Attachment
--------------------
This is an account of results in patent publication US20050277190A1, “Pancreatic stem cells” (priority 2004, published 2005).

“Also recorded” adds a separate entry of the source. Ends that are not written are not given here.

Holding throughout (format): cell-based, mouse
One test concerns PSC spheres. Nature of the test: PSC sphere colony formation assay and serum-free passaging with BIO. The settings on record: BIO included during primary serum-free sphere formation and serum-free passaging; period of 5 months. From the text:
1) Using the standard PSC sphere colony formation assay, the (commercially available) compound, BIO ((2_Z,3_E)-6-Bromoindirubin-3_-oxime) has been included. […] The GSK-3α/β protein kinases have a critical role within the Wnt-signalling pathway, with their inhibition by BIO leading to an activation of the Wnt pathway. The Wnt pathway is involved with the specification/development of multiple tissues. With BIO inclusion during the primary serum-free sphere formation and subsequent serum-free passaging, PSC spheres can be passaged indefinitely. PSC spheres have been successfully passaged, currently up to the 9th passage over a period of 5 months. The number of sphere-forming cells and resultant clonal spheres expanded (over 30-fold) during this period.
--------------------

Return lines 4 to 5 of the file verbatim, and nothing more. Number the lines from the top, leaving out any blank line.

One test concerns PSC spheres. Nature of the test: PSC sphere colony formation assay and serum-free passaging with BIO. The settings on record: BIO included during primary serum-free sphere formation and serum-free passaging; period of 5 months. From the text:
1) Using the standard PSC sphere colony formation assay, the (commercially available) compound, BIO ((2_Z,3_E)-6-Bromoindirubin-3_-oxime) has been included. […] The GSK-3α/β protein kinases have a critical role within the Wnt-signalling pathway, with their inhibition by BIO leading to an activation of the Wnt pathway. The Wnt pathway is involved with the specification/development of multiple tissues. With BIO inclusion during the primary serum-free sphere formation and subsequent serum-free passaging, PSC spheres can be passaged indefinitely. PSC spheres have been successfully passaged, currently up to the 9th passage over a period of 5 months. The number of sphere-forming cells and resultant clonal spheres expanded (over 30-fold) during this period.